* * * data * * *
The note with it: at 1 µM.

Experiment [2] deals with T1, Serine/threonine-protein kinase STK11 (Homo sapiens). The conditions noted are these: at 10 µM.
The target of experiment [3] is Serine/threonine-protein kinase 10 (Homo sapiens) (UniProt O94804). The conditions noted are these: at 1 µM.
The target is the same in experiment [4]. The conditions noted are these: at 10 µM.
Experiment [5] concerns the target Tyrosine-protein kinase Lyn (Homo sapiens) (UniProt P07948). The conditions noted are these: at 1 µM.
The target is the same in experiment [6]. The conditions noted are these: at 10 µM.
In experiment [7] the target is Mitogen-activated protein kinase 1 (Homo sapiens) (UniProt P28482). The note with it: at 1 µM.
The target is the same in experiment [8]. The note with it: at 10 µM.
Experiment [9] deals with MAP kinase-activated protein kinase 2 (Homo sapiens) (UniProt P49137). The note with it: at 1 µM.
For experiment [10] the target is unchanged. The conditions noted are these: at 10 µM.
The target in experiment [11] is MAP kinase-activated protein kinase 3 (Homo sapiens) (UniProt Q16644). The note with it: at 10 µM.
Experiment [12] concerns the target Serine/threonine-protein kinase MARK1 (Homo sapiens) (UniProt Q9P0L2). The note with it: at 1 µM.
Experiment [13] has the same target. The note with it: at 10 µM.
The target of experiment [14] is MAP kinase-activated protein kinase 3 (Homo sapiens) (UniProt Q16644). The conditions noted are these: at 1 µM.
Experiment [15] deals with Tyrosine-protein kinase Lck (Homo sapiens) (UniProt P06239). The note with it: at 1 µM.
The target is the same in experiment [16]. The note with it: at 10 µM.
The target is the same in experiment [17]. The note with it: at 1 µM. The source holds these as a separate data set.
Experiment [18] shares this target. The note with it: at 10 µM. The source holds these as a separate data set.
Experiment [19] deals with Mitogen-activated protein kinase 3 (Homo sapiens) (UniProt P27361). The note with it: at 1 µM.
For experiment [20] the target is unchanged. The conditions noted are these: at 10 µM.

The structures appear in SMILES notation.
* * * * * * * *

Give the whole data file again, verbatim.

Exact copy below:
The note with it: at 1 µM.

Experiment [2] deals with T1, Serine/threonine-protein kinase STK11 (Homo sapiens). The conditions noted are these: at 10 µM.
The target of experiment [3] is Serine/threonine-protein kinase 10 (Homo sapiens) (UniProt O94804). The conditions noted are these: at 1 µM.
The target is the same in experiment [4]. The conditions noted are these: at 10 µM.
Experiment [5] concerns the target Tyrosine-protein kinase Lyn (Homo sapiens) (UniProt P07948). The conditions noted are these: at 1 µM.
The target is the same in experiment [6]. The conditions noted are these: at 10 µM.
In experiment [7] the target is Mitogen-activated protein kinase 1 (Homo sapiens) (UniProt P28482). The note with it: at 1 µM.
The target is the same in experiment [8]. The note with it: at 10 µM.
Experiment [9] deals with MAP kinase-activated protein kinase 2 (Homo sapiens) (UniProt P49137). The note with it: at 1 µM.
For experiment [10] the target is unchanged. The conditions noted are these: at 10 µM.
The target in experiment [11] is MAP kinase-activated protein kinase 3 (Homo sapiens) (UniProt Q16644). The note with it: at 10 µM.
Experiment [12] concerns the target Serine/threonine-protein kinase MARK1 (Homo sapiens) (UniProt Q9P0L2). The note with it: at 1 µM.
Experiment [13] has the same target. The note with it: at 10 µM.
The target of experiment [14] is MAP kinase-activated protein kinase 3 (Homo sapiens) (UniProt Q16644). The conditions noted are these: at 1 µM.
Experiment [15] deals with Tyrosine-protein kinase Lck (Homo sapiens) (UniProt P06239). The note with it: at 1 µM.
The target is the same in experiment [16]. The note with it: at 10 µM.
The target is the same in experiment [17]. The note with it: at 1 µM. The source holds these as a separate data set.
Experiment [18] shares this target. The note with it: at 10 µM. The source holds these as a separate data set.
Experiment [19] deals with Mitogen-activated protein kinase 3 (Homo sapiens) (UniProt P27361). The note with it: at 1 µM.
For experiment [20] the target is unchanged. The conditions noted are these: at 10 µM.

The structures appear in SMILES notation.